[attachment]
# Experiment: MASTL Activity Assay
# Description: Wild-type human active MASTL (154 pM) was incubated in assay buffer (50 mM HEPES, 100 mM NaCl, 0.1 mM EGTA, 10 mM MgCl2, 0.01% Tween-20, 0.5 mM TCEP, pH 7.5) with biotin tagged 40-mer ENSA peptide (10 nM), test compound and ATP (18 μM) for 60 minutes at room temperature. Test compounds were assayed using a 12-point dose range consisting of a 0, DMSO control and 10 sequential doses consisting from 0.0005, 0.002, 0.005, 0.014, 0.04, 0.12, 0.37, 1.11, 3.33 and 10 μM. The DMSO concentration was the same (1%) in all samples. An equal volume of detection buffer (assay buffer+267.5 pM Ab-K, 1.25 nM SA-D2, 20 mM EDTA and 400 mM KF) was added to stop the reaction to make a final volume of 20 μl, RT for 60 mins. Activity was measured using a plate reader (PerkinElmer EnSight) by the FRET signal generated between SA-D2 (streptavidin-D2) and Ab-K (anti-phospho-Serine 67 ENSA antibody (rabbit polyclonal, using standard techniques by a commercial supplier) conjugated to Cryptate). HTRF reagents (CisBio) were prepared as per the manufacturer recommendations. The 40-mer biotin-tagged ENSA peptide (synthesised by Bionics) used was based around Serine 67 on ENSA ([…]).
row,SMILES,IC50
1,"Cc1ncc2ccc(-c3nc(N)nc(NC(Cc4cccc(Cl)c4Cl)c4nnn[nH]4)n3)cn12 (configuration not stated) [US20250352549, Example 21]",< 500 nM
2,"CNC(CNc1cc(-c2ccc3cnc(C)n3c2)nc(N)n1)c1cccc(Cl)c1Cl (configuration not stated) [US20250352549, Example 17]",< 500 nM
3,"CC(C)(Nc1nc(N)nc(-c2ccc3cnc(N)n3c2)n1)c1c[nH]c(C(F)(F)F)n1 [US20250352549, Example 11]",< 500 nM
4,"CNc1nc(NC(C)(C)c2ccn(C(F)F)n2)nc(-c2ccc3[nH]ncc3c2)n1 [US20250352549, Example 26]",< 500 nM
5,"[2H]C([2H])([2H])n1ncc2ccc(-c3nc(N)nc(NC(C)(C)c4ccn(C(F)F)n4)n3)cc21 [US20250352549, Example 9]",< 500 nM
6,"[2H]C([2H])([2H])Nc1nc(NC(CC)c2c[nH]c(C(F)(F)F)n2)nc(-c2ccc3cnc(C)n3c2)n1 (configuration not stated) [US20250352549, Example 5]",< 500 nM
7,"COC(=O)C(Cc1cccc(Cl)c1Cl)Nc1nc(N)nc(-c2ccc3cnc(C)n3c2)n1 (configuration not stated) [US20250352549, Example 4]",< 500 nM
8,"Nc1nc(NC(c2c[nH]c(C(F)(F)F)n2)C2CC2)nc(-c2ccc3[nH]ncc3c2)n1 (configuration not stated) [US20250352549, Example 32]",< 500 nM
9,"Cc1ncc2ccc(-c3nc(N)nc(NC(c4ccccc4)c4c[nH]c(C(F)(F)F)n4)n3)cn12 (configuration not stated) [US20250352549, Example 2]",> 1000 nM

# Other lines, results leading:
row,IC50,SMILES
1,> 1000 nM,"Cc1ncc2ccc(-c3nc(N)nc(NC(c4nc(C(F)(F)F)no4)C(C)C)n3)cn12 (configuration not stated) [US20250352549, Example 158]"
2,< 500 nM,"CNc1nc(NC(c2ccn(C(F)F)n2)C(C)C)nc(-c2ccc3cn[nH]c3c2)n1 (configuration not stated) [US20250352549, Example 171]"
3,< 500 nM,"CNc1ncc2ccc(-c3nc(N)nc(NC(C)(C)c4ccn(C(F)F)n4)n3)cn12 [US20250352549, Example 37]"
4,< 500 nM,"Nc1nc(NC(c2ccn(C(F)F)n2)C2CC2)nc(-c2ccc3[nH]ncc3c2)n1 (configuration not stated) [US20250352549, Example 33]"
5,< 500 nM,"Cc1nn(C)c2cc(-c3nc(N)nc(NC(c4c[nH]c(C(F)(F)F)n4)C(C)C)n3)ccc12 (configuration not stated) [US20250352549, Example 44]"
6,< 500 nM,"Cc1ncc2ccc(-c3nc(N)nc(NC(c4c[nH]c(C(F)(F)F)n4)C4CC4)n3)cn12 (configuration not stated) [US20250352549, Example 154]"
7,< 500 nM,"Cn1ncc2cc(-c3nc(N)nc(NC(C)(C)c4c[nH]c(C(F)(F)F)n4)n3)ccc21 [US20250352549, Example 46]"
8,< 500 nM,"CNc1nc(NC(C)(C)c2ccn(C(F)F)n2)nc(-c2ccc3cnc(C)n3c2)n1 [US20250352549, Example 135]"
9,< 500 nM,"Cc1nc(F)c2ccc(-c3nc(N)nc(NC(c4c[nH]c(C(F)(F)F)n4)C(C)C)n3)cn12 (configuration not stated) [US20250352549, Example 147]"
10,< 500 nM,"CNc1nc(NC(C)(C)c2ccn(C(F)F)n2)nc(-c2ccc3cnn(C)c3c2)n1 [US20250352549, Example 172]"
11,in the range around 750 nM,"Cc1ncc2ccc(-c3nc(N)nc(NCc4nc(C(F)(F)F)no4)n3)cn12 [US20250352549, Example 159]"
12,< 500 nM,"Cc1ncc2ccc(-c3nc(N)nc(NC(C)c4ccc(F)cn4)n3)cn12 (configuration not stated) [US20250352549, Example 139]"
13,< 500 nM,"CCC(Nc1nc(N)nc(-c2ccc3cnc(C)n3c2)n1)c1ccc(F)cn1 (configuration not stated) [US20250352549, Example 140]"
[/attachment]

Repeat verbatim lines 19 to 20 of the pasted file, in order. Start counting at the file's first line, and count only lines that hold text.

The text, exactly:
5,< 500 nM,"Cc1nn(C)c2cc(-c3nc(N)nc(NC(c4c[nH]c(C(F)(F)F)n4)C(C)C)n3)ccc12 (configuration not stated) [US20250352549, Example 44]"
6,< 500 nM,"Cc1ncc2ccc(-c3nc(N)nc(NC(c4c[nH]c(C(F)(F)F)n4)C4CC4)n3)cn12 (configuration not stated) [US20250352549, Example 154]"